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New Polling Highlights Vaccine Safety Confidence, Concerns Around Trusted Sources of Information

Program and policy work critical for improving uptake of vaccines to prevent backslide of previously eradicated infectious diseases



April 15, 2024 (Washington, DC) The Partnership to Fight Infectious Disease (PFID) today released new findings from recent polling that found a general favorability toward health care broadly and vaccines specifically. The polling also found optimism in the future of vaccines, the role of vaccines as a preventative health measure, and a shared concern around the U.S. maintaining a leadership role in the development of vaccines and medicines. The findings did, however, identify concerns around a lack of trust, which many might point to as a reason why routine vaccinations have been in decline and there is a resurgence of concerning, and highly contagious conditions, like measles.


The bipartisan poll, conducted by Lake Research Partners and The Tarrance Group, examined a wide range of vaccine-related subjects, including perceptions of safety and efficacy, acceptance of current and potential future vaccines and varying levels of trust in messengers disseminating vaccine information.


“Voters generally have favorable views toward doctors, medicines and vaccines – but the findings reveal a growing divide among the American public on perceptions of vaccine safety and acceptance,” said David Mermin, Lake Research Partners.


“While this divide falls largely among partisan lines, the polling did find that voters across demographics are interested in new vaccine development and believe it’s important for the U.S. to remain a global leader in vaccine development,” added Brian Nienaber, The Tarrance Group.


Some key takeaways from the nationwide poll include:


  • 80% of respondents found that vaccines approved by the FDA are generally safe along with 79% of respondents who agree that vaccines protect communities from dangerous outbreaks of diseases.

  • There is greater intensity around vaccinating children compared to adults with 88% of respondents saying their children often get vaccines that are recommended for them by their doctor or other health care provider whereas 78% of respondents often get vaccines recommended for themselves by their doctor or other health care provider.

  • There is interest in new vaccines with 72% of respondents stating they would be likely to seriously consider getting a new vaccine in development for Alzheimer’s, HIV/AIDS, Parkinson’s, Lyme and certain common types of cancers.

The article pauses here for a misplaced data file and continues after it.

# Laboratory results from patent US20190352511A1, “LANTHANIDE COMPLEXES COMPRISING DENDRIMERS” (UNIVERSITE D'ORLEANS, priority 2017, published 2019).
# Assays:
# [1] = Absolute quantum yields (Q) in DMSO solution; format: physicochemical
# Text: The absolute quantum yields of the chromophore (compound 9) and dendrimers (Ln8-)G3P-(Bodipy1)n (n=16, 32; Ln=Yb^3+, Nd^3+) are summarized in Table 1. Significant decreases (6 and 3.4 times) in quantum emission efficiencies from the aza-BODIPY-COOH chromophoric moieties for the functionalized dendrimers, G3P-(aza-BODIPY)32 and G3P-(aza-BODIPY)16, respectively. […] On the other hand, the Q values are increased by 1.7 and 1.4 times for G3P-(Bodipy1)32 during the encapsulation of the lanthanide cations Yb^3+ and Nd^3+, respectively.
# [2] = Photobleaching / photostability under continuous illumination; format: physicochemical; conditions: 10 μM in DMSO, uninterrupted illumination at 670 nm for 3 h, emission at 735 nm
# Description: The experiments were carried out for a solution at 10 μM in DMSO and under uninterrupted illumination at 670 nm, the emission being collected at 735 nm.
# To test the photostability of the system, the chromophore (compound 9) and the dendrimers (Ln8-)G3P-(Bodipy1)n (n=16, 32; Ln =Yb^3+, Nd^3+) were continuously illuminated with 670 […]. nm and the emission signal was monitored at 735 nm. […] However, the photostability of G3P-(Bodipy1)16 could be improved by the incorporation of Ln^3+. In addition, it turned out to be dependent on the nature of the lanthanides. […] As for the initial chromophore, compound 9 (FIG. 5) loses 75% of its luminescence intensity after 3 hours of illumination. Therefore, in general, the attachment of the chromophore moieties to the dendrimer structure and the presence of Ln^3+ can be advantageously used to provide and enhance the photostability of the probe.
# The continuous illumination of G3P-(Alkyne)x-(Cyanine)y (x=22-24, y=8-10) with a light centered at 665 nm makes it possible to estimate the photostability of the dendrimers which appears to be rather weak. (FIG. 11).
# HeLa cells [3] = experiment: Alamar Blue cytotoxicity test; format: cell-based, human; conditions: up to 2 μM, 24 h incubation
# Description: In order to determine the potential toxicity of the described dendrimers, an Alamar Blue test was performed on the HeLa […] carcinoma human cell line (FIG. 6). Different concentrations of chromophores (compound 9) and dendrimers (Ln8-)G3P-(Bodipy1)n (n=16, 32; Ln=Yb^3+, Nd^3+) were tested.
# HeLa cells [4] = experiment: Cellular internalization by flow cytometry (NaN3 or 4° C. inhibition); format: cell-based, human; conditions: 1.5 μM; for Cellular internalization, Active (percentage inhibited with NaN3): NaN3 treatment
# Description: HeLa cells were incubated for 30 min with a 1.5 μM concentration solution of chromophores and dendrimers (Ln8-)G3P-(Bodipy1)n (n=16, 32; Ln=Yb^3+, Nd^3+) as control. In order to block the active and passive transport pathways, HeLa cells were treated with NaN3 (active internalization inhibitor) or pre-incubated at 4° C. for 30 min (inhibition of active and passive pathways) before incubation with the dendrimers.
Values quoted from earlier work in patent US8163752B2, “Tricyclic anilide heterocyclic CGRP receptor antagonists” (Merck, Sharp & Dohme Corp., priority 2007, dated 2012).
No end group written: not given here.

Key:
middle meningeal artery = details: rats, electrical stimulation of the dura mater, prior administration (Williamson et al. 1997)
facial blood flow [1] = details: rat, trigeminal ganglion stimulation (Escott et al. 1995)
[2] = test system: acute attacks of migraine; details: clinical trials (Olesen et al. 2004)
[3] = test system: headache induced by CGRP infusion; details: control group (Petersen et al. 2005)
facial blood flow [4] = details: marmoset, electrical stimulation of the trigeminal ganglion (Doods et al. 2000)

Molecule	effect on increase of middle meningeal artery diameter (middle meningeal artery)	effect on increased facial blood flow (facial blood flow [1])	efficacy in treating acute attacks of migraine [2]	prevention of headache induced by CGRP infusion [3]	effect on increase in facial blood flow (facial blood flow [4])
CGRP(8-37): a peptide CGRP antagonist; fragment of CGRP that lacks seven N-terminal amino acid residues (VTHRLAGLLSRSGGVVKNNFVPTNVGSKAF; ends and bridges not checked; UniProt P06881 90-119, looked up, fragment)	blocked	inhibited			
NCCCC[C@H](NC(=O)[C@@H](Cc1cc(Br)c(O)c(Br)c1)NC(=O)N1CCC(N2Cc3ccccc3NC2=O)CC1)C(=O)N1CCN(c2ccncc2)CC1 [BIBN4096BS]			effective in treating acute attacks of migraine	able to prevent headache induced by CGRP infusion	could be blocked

“Maintaining trust in our public health infrastructure is essential, regardless of party affiliation,” said former Governor Howard Dean. “Over the past several years we have seen increased politicization of vaccines, which has only exacerbated anxiety and uncertainty. The role of political leaders in public health is to help maintain trust, not tear it down.”


“While it is reassuring that so many respondents trust the science to get their kids and themselves vaccinated, it’s clear – and these findings show – that there is still more work to be done to remind everyone that vaccines protect families and their communities,” said Dr. Angela Branche, Associate Professor of Medicine at the University of Rochester, and member of the Infectious Diseases Society of America Public Policy & Advocacy Committee. “As the health care industry works to develop new vaccines to address a number of diseases, we must recommit ourselves to educating patients and medical professionals on the benefits of routine vaccination.”


PFID is hosting a virtual discussion tomorrow, Tuesday, April 16, highlighting these results and perspective of health and policy experts. You can register HERE. The research findings will be posted on the PFID website www.fighinfectiousdisease.org/resources.

 

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The Partnership to Fight Infectious Disease (PFID) is a group of patients, providers, community organizations, academic researchers, business and labor groups, and infectious disease experts working to raise awareness of threats posed by infectious disease.


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